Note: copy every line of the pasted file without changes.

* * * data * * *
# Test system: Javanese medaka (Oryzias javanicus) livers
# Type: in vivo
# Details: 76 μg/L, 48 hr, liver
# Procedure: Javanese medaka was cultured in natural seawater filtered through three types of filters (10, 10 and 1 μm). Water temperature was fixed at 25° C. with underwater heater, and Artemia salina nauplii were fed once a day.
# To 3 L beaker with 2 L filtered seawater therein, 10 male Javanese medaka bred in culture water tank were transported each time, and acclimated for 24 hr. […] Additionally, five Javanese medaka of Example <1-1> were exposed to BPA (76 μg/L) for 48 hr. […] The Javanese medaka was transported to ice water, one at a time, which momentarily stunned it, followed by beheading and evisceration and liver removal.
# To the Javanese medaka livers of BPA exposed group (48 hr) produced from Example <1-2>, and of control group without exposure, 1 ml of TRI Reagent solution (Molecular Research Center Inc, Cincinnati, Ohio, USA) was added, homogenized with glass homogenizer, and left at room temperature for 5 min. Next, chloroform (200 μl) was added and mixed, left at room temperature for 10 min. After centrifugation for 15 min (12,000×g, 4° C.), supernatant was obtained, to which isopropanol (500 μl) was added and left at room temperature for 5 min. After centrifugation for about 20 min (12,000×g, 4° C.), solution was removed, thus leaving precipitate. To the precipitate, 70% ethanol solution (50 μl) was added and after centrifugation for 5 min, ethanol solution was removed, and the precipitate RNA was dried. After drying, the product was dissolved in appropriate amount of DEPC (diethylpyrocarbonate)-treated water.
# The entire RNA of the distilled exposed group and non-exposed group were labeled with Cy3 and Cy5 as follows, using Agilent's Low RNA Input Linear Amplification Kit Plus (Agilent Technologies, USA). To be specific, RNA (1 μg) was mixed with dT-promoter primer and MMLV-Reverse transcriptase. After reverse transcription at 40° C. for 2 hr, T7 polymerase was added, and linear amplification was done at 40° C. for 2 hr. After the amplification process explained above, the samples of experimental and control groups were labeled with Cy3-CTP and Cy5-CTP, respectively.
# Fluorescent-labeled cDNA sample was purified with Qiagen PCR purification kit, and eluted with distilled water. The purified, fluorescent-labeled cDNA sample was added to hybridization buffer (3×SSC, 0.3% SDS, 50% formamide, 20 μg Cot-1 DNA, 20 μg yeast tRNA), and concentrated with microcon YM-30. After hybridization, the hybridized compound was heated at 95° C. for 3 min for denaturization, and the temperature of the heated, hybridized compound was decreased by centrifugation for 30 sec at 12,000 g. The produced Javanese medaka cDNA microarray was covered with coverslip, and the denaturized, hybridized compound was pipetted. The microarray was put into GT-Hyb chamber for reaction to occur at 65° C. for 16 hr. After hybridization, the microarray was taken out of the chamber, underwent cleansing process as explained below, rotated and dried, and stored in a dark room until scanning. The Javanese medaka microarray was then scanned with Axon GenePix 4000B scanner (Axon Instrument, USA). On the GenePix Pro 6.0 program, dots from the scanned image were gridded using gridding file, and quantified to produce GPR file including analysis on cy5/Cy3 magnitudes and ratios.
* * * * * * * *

# Test system: Javanese medaka (Oryzias javanicus) livers
# Type: in vivo
# Details: 76 μg/L, 48 hr, liver
# Procedure: Javanese medaka was cultured in natural seawater filtered through three types of filters (10, 10 and 1 μm). Water temperature was fixed at 25° C. with underwater heater, and Artemia salina nauplii were fed once a day.
# To 3 L beaker with 2 L filtered seawater therein, 10 male Javanese medaka bred in culture water tank were transported each time, and acclimated for 24 hr. […] Additionally, five Javanese medaka of Example <1-1> were exposed to BPA (76 μg/L) for 48 hr. […] The Javanese medaka was transported to ice water, one at a time, which momentarily stunned it, followed by beheading and evisceration and liver removal.
# To the Javanese medaka livers of BPA exposed group (48 hr) produced from Example <1-2>, and of control group without exposure, 1 ml of TRI Reagent solution (Molecular Research Center Inc, Cincinnati, Ohio, USA) was added, homogenized with glass homogenizer, and left at room temperature for 5 min. Next, chloroform (200 μl) was added and mixed, left at room temperature for 10 min. After centrifugation for 15 min (12,000×g, 4° C.), supernatant was obtained, to which isopropanol (500 μl) was added and left at room temperature for 5 min. After centrifugation for about 20 min (12,000×g, 4° C.), solution was removed, thus leaving precipitate. To the precipitate, 70% ethanol solution (50 μl) was added and after centrifugation for 5 min, ethanol solution was removed, and the precipitate RNA was dried. After drying, the product was dissolved in appropriate amount of DEPC (diethylpyrocarbonate)-treated water.
# The entire RNA of the distilled exposed group and non-exposed group were labeled with Cy3 and Cy5 as follows, using Agilent's Low RNA Input Linear Amplification Kit Plus (Agilent Technologies, USA). To be specific, RNA (1 μg) was mixed with dT-promoter primer and MMLV-Reverse transcriptase. After reverse transcription at 40° C. for 2 hr, T7 polymerase was added, and linear amplification was done at 40° C. for 2 hr. After the amplification process explained above, the samples of experimental and control groups were labeled with Cy3-CTP and Cy5-CTP, respectively.
# Fluorescent-labeled cDNA sample was purified with Qiagen PCR purification kit, and eluted with distilled water. The purified, fluorescent-labeled cDNA sample was added to hybridization buffer (3×SSC, 0.3% SDS, 50% formamide, 20 μg Cot-1 DNA, 20 μg yeast tRNA), and concentrated with microcon YM-30. After hybridization, the hybridized compound was heated at 95° C. for 3 min for denaturization, and the temperature of the heated, hybridized compound was decreased by centrifugation for 30 sec at 12,000 g. The produced Javanese medaka cDNA microarray was covered with coverslip, and the denaturized, hybridized compound was pipetted. The microarray was put into GT-Hyb chamber for reaction to occur at 65° C. for 16 hr. After hybridization, the microarray was taken out of the chamber, underwent cleansing process as explained below, rotated and dried, and stored in a dark room until scanning. The Javanese medaka microarray was then scanned with Axon GenePix 4000B scanner (Axon Instrument, USA). On the GenePix Pro 6.0 program, dots from the scanned image were gridded using gridding file, and quantified to produce GPR file including analysis on cy5/Cy3 magnitudes and ratios.